Its important to note that attendance at Cedar Point went down the year Top Thrill Dragster, the worlds tallest and fastest roller coaster at the time, opened as well. Mainly because the ride was extremely unreliable and even went SBNO for much of the summer. Its likely that people saw the crowds and 1 train operations and decided it wasn't worth going back (or didn't go at all because they saw it on social media). I got on Steel Vengeance the morning of opening day but didn't get on it again even though I went back the next morning because it had a delayed opening then 1 train operations.

August 1, 2018 at 11:33 PM

Economy can be an issue as always and that can be playing a part in things. But it's hard to say, sometimes attendance is just funny in how there's little real reason for it to go down, it just does. Of course, easy for places like Cedar Point to claim weather and do think they need to realize just cranking out pure thrills isn't enough in today's world.

August 2, 2018 at 1:52 AM

Lightning rod’s issues aren’t even rmc the launch shame was bulit by a outside. Company and SV is running fine and it’s be a lot warmer in Ohio this year then ever nobody wants to stand in two hour waits while it’s 98 outside

August 2, 2018 at 2:29 AM

I don't think it's RMC fatigue...all of the new for 2018 designs were either released into a market that didn't yet have an RMC or were a completely different design from those present. While the operational issues on those RMCs may be partly to blame, when running the rides are just as popular as any new ride should be. Rather, I think a few other factors have contributed to it:

-Lack of investment in mid-size parks despite major investment by the competition
-A general drop in tourism, resulting in guests sticking to their home parks and visiting those less frequently
-Declining guest experience due to parks being understaffed, requiring upcharge lockers on certain attractions, and/or overselling Fast Lane passes
-Guests delaying a trip because of a known attraction for next year and/or because of no new attraction this year
-And yes, weather (particularly heat) likely had some impact as well

2018 has honestly been a pretty out-of-character year for Cedar Fair for a variety of reasons. Hopefully they're able to figure out what is not working and make next year a return to form.

August 2, 2018 at 7:07 AM

Mako is a fantastic coaster, but the reason it didn't help Seaworld Orlando goes far beyond anything having to do with RMC fatigue. Kraken VR didn't move the needle on attendance. And with Shamu's Happy Harbor closed, One Ocean soon to close and Infinity Falls getting ready to open just when the summer season is ending … things aren't likely to improve.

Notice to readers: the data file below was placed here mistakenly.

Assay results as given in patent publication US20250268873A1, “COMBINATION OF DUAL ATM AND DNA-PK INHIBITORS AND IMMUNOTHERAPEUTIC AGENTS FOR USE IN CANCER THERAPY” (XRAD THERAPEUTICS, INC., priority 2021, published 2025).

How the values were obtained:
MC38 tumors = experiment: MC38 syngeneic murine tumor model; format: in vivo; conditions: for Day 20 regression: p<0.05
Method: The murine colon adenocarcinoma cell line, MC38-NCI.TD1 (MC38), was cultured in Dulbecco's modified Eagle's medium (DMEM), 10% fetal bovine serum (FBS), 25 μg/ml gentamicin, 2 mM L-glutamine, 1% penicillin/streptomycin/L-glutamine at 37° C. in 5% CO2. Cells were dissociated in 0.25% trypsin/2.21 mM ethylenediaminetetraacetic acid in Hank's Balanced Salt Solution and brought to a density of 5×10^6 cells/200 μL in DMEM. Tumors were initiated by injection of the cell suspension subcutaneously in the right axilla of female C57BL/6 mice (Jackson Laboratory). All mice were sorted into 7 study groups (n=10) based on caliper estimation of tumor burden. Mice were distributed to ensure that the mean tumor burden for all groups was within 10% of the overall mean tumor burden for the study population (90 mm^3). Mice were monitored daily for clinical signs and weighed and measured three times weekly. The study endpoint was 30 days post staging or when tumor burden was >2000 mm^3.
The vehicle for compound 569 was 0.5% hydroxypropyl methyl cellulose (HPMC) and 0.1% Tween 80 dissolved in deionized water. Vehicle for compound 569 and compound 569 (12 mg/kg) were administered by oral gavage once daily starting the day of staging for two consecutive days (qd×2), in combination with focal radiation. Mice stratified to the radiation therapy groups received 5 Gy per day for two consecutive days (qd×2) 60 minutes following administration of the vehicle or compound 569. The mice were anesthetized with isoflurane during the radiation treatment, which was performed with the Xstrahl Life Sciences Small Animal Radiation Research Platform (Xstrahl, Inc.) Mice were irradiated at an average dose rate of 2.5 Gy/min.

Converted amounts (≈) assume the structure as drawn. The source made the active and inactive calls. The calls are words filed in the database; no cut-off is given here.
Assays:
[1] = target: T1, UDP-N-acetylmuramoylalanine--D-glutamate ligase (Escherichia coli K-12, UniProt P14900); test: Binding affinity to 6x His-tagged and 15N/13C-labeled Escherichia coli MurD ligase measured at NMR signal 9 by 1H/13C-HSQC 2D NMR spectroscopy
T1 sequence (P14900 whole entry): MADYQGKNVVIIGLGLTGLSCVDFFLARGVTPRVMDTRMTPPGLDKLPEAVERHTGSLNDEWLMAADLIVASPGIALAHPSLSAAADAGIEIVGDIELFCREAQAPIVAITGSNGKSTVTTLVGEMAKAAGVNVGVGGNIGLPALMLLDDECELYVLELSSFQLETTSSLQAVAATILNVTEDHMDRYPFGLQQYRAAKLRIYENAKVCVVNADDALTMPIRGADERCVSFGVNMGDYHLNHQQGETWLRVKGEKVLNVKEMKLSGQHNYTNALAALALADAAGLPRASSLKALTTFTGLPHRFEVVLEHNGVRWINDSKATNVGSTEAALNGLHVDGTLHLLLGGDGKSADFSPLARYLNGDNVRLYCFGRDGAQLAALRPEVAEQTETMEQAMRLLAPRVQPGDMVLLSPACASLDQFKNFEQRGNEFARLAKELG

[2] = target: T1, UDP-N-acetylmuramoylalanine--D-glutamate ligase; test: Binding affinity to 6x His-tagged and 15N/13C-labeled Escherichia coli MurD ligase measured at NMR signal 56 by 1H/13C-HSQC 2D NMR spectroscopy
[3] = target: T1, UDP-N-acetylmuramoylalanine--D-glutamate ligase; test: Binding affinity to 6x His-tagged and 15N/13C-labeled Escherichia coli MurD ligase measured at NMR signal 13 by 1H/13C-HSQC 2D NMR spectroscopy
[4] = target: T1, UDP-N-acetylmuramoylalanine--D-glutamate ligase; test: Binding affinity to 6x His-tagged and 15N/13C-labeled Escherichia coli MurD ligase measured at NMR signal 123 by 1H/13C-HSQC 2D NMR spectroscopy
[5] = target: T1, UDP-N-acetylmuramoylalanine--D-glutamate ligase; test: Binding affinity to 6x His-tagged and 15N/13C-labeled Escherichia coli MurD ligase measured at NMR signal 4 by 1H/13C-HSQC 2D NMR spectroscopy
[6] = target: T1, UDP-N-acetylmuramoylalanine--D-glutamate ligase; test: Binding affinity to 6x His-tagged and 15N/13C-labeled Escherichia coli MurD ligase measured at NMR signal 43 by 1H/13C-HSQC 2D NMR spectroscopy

August 2, 2018 at 10:01 AM

I couldn't disagree more with this assessment. First, RMC coasters aren't a "fad", they're merely the most popular company right now because they offer relatively inexpensive products that deliver one-of-a-kind experiences. Next, I'm confused how Cedar Fair saw a 2% decline in attendance, but saw just a 1% decline in revenue supposedly related to a reduction in per cap admissions. Perhaps Cedar Fair has lost some revenue due to admission discounts and repeated season pass visits, but it would seem that overall per cap spending has increased if 2% fewer people visited, but there was only a 1% decline in overall revenue. Also, weather is absolutely wreaking havoc with theme park attendance right now. If weather is the "oldest excuse in the book", then why is TPI highlighting the extreme heat in California? While I would agree that parks should work harder to "weather proof" themselves by giving guests something to do on a lousy weather day (where's that dark ride Ouimet promised for Cedar Point shortly after taking over?), but the fact of the matter is that parks that rely heavily on world record breaking roller coasters cannot simply put them under domes, and they're going to see some attendance declines when the weather turns bad. The Mid-Atlantic and Southeast have been getting inundated with rain over the past month, while the west coast is dealing with some of the hottest temperatures ever recorded. Whether all your attractions are inside or not, the weather most certainly is a factor when comparing attendance year over year.